The TES is reporting a survey that suggests the vast majority of headteachers are against a decision to make it compulsory for pupils to take the academic GCSEs needed to fulfil the EBacc.
…ASCL has found that 87 per cent of its members disagree with the change while only about 10 per cent support it.
Of those who oppose the proposal, 81 per cent said that the range of subjects required was too inflexible, 86 per cent said it would leave less room for creative or vocational subjects, about 97 per cent said it would not suit every pupil and 58 per cent said the change amounted to an unfair performance measure.
But almost three-quarters (74 per cent) of those who said they had concerns over the reform agreed that more flexibility in the choice of subjects would make them more inclined to support it.
They survey also found that 74 per cent of school leaders said that their school did not have enough teachers for the EBac subjects, with languages causing the most difficulties…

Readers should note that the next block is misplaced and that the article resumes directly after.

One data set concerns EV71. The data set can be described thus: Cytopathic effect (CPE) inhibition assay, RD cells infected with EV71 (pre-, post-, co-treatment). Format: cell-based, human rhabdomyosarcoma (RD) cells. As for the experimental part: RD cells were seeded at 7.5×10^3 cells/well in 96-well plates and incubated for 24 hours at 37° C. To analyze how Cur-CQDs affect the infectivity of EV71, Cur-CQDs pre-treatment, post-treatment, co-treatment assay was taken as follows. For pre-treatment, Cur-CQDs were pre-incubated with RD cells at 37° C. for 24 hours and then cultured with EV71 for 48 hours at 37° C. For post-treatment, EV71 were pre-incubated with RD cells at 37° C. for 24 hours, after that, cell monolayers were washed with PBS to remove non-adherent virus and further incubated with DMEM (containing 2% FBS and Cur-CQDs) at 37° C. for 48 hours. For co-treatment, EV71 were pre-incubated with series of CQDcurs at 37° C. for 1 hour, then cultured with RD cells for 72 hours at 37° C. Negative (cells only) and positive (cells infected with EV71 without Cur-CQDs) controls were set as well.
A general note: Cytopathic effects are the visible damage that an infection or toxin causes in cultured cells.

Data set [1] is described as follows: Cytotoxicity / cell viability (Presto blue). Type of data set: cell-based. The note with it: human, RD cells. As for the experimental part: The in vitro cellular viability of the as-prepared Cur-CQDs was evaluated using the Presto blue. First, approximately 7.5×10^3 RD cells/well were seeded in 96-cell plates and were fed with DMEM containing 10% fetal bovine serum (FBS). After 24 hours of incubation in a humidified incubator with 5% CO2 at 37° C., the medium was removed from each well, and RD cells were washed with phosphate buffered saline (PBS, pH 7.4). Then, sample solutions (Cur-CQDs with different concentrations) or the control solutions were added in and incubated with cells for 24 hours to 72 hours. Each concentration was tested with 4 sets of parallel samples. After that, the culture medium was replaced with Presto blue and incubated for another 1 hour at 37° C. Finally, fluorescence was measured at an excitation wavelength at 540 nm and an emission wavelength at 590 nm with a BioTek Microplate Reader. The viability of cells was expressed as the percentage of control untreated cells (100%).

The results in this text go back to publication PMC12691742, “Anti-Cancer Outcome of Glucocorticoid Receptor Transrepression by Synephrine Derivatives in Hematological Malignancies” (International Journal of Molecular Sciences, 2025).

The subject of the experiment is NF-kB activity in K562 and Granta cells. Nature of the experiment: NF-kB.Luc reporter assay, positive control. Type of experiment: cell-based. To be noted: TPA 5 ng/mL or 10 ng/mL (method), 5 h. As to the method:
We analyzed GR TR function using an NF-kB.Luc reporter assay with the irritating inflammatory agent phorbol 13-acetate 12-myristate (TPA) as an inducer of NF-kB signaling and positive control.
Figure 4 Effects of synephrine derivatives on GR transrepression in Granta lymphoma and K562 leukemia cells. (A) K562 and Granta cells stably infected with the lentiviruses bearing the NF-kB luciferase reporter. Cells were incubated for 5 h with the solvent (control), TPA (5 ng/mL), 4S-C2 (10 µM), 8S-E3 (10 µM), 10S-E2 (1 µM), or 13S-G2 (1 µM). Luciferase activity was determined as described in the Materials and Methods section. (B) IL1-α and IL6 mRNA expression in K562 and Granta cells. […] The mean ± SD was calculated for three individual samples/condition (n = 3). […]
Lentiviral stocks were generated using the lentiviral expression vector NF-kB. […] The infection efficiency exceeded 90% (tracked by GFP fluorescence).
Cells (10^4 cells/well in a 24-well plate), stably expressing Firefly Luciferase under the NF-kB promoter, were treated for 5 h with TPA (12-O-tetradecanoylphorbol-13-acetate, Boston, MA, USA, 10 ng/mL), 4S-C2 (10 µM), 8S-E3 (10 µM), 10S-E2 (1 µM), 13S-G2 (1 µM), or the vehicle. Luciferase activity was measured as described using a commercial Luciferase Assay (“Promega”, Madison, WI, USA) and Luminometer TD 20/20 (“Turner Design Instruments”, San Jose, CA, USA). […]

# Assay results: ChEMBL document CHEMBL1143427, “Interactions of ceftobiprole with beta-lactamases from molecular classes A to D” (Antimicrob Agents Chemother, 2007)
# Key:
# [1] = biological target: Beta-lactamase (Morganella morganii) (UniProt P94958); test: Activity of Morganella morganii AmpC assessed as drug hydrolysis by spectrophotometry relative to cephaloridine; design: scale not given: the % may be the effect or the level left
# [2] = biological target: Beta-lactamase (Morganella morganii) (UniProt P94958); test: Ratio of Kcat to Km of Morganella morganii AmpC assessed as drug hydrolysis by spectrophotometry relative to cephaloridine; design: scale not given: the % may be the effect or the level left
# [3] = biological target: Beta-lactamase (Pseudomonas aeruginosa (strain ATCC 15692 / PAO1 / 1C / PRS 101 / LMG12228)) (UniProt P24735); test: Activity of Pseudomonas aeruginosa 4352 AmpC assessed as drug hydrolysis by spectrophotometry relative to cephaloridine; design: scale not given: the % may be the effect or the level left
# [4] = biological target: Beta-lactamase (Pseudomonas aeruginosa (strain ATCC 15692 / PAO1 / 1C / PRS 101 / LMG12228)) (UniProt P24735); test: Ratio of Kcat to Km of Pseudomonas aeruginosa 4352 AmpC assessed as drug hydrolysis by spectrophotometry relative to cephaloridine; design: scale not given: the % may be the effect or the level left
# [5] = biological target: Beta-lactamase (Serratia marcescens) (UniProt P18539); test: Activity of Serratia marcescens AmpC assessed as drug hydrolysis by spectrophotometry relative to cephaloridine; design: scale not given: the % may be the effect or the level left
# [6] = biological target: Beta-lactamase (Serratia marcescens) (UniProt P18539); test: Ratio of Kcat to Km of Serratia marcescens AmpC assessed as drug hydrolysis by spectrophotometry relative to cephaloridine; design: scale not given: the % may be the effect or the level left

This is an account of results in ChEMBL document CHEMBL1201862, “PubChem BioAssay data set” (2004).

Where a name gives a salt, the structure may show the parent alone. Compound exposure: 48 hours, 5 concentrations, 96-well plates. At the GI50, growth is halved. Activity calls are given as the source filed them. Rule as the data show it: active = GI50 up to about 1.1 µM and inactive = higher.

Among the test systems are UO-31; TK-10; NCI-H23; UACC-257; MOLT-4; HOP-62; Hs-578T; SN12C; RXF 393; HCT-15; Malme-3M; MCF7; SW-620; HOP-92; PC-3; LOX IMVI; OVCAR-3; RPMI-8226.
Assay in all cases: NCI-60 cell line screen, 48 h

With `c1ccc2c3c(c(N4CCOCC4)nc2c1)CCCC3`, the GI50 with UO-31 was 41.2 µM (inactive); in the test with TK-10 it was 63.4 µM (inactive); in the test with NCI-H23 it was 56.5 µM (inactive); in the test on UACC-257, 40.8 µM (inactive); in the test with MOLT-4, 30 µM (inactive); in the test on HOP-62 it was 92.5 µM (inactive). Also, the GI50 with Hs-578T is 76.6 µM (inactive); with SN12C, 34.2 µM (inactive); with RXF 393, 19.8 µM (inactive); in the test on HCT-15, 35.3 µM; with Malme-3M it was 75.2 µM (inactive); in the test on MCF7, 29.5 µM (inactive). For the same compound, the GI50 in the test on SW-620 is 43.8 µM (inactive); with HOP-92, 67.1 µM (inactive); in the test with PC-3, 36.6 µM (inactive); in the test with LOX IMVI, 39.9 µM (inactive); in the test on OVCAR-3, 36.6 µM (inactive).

ASCL deputy general secretary Malcolm Trobe said: “We understand that ministers intend to consult widely during the autumn over their plan for the compulsory EBac, and we are very pleased that they are doing so. We hope that this will lead to them building more flexibility into this system…
See more on this directly from the ASCL at Nearly nine in 10 school leaders oppose compulsory EBacc in its current form
Where do you stand on the EBacc?
Do you agree with the ASCL survey results in thinking it is too restrictive in its current form? If so, what kind of potential impact are you most worried about?
Please let us know in the comments or via Twitter…
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